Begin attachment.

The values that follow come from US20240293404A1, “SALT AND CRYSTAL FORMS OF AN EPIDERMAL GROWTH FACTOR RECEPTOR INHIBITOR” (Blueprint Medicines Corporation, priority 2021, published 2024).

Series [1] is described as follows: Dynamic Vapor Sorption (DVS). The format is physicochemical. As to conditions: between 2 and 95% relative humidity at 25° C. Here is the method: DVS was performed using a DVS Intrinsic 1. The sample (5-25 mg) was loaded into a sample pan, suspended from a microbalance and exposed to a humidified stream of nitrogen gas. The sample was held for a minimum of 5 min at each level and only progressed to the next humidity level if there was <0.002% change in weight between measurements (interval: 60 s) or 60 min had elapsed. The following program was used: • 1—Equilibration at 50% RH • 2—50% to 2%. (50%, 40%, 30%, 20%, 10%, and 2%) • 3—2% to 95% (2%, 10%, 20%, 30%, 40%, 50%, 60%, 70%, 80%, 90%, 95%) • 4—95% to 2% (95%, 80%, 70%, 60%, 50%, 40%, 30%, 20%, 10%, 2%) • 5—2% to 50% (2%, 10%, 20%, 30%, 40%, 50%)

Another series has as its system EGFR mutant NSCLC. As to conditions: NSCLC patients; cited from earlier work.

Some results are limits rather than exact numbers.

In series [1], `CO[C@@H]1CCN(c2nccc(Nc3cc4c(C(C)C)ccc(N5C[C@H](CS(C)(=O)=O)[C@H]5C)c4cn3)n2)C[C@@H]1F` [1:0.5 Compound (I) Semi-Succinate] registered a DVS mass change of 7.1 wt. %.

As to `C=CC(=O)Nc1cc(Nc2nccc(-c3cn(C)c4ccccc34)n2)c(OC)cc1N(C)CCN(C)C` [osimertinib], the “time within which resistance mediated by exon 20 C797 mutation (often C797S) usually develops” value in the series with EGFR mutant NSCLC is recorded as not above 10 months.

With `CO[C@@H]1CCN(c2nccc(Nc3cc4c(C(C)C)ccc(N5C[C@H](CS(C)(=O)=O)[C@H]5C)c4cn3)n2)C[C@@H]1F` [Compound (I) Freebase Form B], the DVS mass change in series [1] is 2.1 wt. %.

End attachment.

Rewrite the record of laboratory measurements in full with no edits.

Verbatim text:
The values that follow come from US20240293404A1, “SALT AND CRYSTAL FORMS OF AN EPIDERMAL GROWTH FACTOR RECEPTOR INHIBITOR” (Blueprint Medicines Corporation, priority 2021, published 2024).

Series [1] is described as follows: Dynamic Vapor Sorption (DVS). The format is physicochemical. As to conditions: between 2 and 95% relative humidity at 25° C. Here is the method: DVS was performed using a DVS Intrinsic 1. The sample (5-25 mg) was loaded into a sample pan, suspended from a microbalance and exposed to a humidified stream of nitrogen gas. The sample was held for a minimum of 5 min at each level and only progressed to the next humidity level if there was <0.002% change in weight between measurements (interval: 60 s) or 60 min had elapsed. The following program was used: • 1—Equilibration at 50% RH • 2—50% to 2%. (50%, 40%, 30%, 20%, 10%, and 2%) • 3—2% to 95% (2%, 10%, 20%, 30%, 40%, 50%, 60%, 70%, 80%, 90%, 95%) • 4—95% to 2% (95%, 80%, 70%, 60%, 50%, 40%, 30%, 20%, 10%, 2%) • 5—2% to 50% (2%, 10%, 20%, 30%, 40%, 50%)

Another series has as its system EGFR mutant NSCLC. As to conditions: NSCLC patients; cited from earlier work.

Some results are limits rather than exact numbers.

In series [1], `CO[C@@H]1CCN(c2nccc(Nc3cc4c(C(C)C)ccc(N5C[C@H](CS(C)(=O)=O)[C@H]5C)c4cn3)n2)C[C@@H]1F` [1:0.5 Compound (I) Semi-Succinate] registered a DVS mass change of 7.1 wt. %.

As to `C=CC(=O)Nc1cc(Nc2nccc(-c3cn(C)c4ccccc34)n2)c(OC)cc1N(C)CCN(C)C` [osimertinib], the “time within which resistance mediated by exon 20 C797 mutation (often C797S) usually develops” value in the series with EGFR mutant NSCLC is recorded as not above 10 months.

With `CO[C@@H]1CCN(c2nccc(Nc3cc4c(C(C)C)ccc(N5C[C@H](CS(C)(=O)=O)[C@H]5C)c4cn3)n2)C[C@@H]1F` [Compound (I) Freebase Form B], the DVS mass change in series [1] is 2.1 wt. %.